Inside Track by Katherine Doggrell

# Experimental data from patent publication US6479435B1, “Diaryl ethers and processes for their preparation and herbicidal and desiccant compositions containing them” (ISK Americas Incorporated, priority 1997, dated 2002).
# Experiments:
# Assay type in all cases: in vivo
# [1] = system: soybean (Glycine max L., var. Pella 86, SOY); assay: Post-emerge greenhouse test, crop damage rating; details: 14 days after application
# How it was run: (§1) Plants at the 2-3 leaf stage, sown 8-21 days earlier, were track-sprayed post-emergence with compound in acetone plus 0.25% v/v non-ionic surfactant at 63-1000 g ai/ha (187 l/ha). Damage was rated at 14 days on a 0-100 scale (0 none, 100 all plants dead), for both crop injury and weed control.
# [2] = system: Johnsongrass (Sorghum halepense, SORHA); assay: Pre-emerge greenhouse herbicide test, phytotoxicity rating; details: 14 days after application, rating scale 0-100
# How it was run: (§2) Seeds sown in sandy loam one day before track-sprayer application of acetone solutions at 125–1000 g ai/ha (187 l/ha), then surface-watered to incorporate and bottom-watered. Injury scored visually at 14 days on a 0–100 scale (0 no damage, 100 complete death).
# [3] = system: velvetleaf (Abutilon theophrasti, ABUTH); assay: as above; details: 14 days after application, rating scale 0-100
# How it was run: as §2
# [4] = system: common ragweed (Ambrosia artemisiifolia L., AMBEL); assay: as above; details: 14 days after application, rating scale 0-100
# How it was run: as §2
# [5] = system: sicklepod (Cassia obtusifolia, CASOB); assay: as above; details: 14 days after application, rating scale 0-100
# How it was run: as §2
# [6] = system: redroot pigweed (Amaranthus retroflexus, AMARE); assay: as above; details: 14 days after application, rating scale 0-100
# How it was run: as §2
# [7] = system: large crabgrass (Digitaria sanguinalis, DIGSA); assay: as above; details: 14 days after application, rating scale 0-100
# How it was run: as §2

The news this week that local councils have given their backing to the controversial 'bed tax' has dismayed the hotel sector. The Local Government Association told the Financial Times that it acknowledged it was 'thoroughly unpopular' as a result of endorsing the proposal,which is being considered as part of the Lyons Inquiry into local government finance. The LGA emphasised that it should be up to local authorities to decide whether or not to impose the tax, creating the possibility that some hotels would be forced to compete with others in neighbouring authorities on unfair terms. The government has said that it has no plans for a bed tax, but with the LGA writing to Sir Michael Lyons asking him to recommend one, the possibility is a real one. The British Hospitality Association estimates that a 5% bed tax would reduce inbound tourism by £220m and domestic tourism by £325m. The tax on a hotel bill of £60 per night could see an increase of about £100 for a week-long stay. The tax would add an extra charge to hotel rates on top of VAT, taking the total tax on an overnight stay to almost 25%. The BHA has cited research by Nottingham University, which says that a 1% rise in price in relation to other countries leads to a 1% fall in international tourism, the BHA estimated that the tax could cut international tax revenues by £220m. The association said that the tax would be unfair, because it only hit the 40% of overnight accommodation stays that were in hotels, against the 60% of people staying in rented homes, with friends and relations, camping or in timeshare. However, it is not only hotels which are expected to suffer should the tax go ahead. Research revealed this week by Beacon, the UK's largest purchasing consortium for the independent hospitality industry, found that almost two thirds of other hospitality businesses are also expecting a knock-on effect. Of the businesses surveyed by the group, 62% of pubs, bars and restaurants predicted a negative impact on their business, with 21% of other facilities such as golf clubs, spas and leisure centres also showing concern. Ninety-three per cent of hotels anticipated a downturn in trade should such a tax be introduced. John Vinuesa, director of Beacon, said: "Our research shows that the potential bed tax is likely to have wider implications beyond hotels to many other hospitality businesses such as restaurants, bars and leisure outlets. "The hospitality industry took a downturn after September 11, 2001, and it is feared that an increase in room rates will deter tourists again as the UK is already considered expensive." InterContinental Hotels Group, Travelodge and Premier Travel Inn have all spoken out against the tax - the budget sector in particular would suffer under what would effectively be a 25% tax regime. Travelodge has estimated that 77% of its customers would be more likely to travel abroad if a tax is introduced. The scenario is a familiar one to the UK's hospitality industry. Bodies such as VisitBritain and VisitLondon work to promote the UK around the world - a role that became even more important in the wake of the 7 July terrorist attacks - while the government creates the conditions to make the country less competitive. The result of the Lyons Inquiry is due later this year and the industry will find out whether it must face yet another challenge imposed by Westminster. Coming so soon after the changes to the licensing regime and the smoking ban in Scotland, and with England's ban to come, those working in the hospitality industry must be starting to wonder whether a move into accountancy would be more profitable. Katherine Doggrell is the editor of M&C Report sister publication Hotel Report